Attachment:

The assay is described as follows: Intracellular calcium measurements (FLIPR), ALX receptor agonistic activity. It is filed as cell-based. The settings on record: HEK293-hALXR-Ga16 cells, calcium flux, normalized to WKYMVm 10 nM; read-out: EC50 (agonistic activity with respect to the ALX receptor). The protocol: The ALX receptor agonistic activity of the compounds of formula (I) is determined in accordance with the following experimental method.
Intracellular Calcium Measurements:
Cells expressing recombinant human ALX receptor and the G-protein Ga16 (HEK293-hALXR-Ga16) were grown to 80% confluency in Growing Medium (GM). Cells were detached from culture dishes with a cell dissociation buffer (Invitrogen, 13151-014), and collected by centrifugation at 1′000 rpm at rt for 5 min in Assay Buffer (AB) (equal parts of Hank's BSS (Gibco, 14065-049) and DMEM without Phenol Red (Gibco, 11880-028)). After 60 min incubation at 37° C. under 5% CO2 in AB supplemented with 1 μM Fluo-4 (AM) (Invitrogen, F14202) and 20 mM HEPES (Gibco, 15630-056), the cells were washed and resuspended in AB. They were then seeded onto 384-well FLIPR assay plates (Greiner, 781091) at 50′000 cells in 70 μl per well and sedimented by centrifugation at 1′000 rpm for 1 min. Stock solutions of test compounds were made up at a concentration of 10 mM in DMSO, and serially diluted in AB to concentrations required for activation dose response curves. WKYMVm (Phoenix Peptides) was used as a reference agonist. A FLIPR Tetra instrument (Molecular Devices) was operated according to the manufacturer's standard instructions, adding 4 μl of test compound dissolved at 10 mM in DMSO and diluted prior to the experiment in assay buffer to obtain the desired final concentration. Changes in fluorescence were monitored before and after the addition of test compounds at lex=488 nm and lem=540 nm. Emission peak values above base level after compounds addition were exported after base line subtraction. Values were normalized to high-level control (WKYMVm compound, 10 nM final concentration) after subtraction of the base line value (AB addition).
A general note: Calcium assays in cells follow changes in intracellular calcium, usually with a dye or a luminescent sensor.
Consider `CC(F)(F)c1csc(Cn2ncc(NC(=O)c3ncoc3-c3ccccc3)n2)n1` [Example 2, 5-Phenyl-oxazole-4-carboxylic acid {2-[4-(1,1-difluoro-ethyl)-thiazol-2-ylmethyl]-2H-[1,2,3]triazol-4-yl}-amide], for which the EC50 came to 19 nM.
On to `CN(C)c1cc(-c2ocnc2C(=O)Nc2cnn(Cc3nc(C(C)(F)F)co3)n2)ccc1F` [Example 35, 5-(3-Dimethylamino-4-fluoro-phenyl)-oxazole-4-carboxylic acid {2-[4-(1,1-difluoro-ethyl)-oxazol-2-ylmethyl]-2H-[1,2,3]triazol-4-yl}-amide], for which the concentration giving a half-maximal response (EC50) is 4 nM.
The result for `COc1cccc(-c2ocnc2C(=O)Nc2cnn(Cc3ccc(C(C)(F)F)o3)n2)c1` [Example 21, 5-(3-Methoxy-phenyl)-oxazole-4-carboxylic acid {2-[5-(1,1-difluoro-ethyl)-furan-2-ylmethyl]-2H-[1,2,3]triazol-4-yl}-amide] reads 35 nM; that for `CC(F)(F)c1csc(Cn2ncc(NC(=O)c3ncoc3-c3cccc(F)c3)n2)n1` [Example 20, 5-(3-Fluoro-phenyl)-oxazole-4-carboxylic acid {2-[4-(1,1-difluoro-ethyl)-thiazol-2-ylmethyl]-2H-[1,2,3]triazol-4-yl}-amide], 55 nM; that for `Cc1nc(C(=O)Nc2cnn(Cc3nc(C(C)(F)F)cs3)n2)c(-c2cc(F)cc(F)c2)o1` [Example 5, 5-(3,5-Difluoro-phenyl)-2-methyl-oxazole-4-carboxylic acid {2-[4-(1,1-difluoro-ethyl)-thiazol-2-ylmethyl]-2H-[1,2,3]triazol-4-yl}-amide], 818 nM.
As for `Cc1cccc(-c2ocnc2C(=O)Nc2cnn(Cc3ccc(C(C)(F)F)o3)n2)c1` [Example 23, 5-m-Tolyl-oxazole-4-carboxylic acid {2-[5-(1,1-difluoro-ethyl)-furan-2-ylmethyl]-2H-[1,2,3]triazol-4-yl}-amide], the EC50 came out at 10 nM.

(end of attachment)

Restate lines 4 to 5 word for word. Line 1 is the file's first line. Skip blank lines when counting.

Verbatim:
A general note: Calcium assays in cells follow changes in intracellular calcium, usually with a dye or a luminescent sensor.
Consider `CC(F)(F)c1csc(Cn2ncc(NC(=O)c3ncoc3-c3ccccc3)n2)n1` [Example 2, 5-Phenyl-oxazole-4-carboxylic acid {2-[4-(1,1-difluoro-ethyl)-thiazol-2-ylmethyl]-2H-[1,2,3]triazol-4-yl}-amide], for which the EC50 came to 19 nM.